Thinktanks Alarmed by “Rapidly Growing Death Spiral” for National Debt
Michael A. Peterson is the CEO of the nonpartisan, nonprofit Peter G. Peterson Foundation, a think tank dedicated to addressing America’s long-term fiscal challenges. He’s alarmed at the rate at which the cost of servicing the U.S. national debt is increasing as 2022 comes to an end.
He describes the problem to the Boston Globe’s Jim Puzzanghera in an article published on Christmas Eve:
“If you’re borrowing more and more every year on autopilot to fund programs that we promised, which [you] lack the revenue to pay for, you then have a compounding problem where interest on the debt compounds and just adds to the burden,” said Michael A. Peterson, chief executive of the Peter G. Peterson Foundation, which promotes deficit reduction and has been sounding the alarm on the debt for years.
“Interest on the debt compounds and just adds to the burden and that puts you in this rapidly growing death spiral that we’re in,” he said.
The federal government paid $103 billion in interest on the debt in the first two months of this fiscal year, an 87 percent increase over what was paid in October and November of 2021, the Treasury Department reported this month. The main reason: the aggressive interest rate hikes this year by the Federal Reserve to fight decades-high inflation.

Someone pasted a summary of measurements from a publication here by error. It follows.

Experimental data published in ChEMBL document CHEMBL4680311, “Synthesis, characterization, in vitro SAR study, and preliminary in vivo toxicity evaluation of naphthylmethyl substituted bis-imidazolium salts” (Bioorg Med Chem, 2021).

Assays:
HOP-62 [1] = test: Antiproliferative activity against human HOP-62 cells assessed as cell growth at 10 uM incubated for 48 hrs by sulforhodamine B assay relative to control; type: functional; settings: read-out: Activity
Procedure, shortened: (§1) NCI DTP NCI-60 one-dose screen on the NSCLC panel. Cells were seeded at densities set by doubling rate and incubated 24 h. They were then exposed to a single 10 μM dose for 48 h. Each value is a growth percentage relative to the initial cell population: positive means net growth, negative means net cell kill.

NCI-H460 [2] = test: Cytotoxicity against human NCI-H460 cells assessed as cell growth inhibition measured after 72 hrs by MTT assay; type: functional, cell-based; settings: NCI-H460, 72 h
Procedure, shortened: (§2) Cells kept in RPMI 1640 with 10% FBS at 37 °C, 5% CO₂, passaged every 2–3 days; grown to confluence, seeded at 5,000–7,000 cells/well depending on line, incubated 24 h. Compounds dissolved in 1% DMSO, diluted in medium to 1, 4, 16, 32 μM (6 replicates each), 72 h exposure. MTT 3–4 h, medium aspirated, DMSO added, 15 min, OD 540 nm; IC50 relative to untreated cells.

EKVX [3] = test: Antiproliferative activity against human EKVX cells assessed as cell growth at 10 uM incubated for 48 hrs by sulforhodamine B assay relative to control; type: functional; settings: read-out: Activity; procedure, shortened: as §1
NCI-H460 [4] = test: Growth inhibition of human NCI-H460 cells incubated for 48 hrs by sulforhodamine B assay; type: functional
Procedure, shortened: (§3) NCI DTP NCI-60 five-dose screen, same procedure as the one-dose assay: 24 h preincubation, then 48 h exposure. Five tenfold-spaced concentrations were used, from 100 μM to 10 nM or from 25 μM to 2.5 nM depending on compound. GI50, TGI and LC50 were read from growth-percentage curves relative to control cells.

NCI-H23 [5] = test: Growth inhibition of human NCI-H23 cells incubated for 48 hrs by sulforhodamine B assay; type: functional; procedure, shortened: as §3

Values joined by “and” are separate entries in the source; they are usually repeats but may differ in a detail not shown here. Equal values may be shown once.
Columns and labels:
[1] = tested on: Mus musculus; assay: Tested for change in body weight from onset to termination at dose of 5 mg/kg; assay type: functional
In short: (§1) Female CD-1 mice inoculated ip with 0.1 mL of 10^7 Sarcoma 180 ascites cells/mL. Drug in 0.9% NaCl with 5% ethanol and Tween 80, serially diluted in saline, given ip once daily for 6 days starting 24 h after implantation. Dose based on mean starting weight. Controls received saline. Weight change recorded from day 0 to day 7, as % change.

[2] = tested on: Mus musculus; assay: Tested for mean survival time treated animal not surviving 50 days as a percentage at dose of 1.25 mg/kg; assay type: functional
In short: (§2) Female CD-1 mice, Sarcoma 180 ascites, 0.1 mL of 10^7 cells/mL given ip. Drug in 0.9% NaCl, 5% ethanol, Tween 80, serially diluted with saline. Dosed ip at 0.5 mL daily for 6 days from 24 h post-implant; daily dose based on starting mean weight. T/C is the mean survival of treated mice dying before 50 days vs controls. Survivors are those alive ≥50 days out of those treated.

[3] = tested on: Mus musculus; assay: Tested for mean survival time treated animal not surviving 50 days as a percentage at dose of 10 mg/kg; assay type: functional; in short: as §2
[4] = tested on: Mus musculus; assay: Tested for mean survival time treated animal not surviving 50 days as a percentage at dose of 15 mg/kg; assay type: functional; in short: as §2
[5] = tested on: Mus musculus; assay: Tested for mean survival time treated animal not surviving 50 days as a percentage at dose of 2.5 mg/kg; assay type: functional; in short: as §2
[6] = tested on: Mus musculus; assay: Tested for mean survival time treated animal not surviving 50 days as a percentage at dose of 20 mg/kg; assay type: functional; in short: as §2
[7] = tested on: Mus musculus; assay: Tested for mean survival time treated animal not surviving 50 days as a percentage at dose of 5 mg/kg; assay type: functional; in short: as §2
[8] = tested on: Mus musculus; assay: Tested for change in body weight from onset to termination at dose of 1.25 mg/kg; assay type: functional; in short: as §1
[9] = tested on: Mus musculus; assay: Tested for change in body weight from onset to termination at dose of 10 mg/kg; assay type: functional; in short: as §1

That extra cost to service the national debt is money that Uncle Sam doesn’t have. Rising rates take away money intended to pay for other things. Paying more interest expenses on the national debt could potentially force spending cuts.
I say “potentially” because there are alternative options. President Biden could demand tax hikes to pay for his excessive spending and the government’s higher cost of debt. But would do so at the expense of harming an economy heading to recession because of interest rate hikes. President Biden could choose to borrow even more to pay those inflating debt service costs, as he has to date. But that comes at the cost of worsening the national debt death spiral problem.
The truth is Uncle Sam could never afford anything more than a very small interest rate increase. Not with the Biden administration’s excessive spending unleashing the high inflation that forced the Fed into hiking interest rates so aggressively in the first place. Spending that President Biden refuses to cut because doing so means acknowledging his failed fiscal leadership.
The nonprofit Bipartisan Policy Center’s G. William Hoagland confirms the consequences of allowing a national debt death spiral to form is not the result of a sudden crisis. Here’s how he describes it in Jim Puzzanghera’s article:
“It’s the termites under the front porch,” G. William Hoagland, the senior vice president at the centrist Bipartisan Policy Center think tank, said of the growing national debt. “They’re working away at it, you don’t see them, but one day you step out on that porch and you go through it.”
“Termites” may be as good a metaphor for “politicians” as any. They’ve been gnawing away at the nation’s front porch for a long time.